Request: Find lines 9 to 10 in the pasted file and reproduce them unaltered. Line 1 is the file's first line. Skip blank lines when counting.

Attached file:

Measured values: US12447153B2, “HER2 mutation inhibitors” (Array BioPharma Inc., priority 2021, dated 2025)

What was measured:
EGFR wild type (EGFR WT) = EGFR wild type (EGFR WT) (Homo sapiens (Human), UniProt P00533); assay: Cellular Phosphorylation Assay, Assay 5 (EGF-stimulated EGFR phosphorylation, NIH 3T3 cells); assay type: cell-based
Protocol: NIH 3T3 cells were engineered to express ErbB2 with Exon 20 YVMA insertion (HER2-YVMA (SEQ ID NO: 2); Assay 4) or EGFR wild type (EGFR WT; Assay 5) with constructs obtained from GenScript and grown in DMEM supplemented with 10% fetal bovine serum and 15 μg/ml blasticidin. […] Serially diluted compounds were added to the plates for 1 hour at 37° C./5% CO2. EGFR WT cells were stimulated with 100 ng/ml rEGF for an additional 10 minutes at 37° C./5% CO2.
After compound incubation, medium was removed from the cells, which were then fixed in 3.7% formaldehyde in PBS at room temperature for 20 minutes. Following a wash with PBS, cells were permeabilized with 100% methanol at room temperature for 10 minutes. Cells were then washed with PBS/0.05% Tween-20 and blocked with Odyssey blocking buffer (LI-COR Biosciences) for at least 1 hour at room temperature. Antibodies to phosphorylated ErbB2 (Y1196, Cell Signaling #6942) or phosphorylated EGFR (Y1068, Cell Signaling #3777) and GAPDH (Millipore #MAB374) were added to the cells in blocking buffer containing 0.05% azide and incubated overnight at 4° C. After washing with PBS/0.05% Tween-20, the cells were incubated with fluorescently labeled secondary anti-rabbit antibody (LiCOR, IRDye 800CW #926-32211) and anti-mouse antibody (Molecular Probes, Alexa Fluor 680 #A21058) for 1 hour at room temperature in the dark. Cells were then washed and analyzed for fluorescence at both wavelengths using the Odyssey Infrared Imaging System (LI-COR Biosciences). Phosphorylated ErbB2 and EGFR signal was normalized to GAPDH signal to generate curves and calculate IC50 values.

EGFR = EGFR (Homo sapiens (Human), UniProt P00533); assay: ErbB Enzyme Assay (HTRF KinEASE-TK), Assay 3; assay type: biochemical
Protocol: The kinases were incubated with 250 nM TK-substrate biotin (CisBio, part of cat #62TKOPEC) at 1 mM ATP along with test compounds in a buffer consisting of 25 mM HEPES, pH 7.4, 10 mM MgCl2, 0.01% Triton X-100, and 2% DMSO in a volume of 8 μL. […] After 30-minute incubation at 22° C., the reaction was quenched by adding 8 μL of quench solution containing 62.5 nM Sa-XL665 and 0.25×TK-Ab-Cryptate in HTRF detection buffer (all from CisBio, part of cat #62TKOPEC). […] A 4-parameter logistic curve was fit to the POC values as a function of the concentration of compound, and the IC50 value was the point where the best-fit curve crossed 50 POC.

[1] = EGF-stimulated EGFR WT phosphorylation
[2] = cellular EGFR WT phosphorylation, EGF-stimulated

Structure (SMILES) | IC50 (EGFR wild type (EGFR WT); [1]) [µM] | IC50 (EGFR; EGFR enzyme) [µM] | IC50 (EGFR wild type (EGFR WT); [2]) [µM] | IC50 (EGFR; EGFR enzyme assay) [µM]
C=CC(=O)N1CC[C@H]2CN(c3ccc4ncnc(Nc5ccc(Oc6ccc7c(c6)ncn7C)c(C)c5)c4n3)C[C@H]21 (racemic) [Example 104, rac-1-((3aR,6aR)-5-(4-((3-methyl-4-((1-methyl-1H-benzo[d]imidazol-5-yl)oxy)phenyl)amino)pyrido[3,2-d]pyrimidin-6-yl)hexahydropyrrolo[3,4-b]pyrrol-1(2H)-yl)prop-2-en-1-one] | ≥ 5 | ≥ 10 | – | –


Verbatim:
[2] = cellular EGFR WT phosphorylation, EGF-stimulated

Structure (SMILES) | IC50 (EGFR wild type (EGFR WT); [1]) [µM] | IC50 (EGFR; EGFR enzyme) [µM] | IC50 (EGFR wild type (EGFR WT); [2]) [µM] | IC50 (EGFR; EGFR enzyme assay) [µM]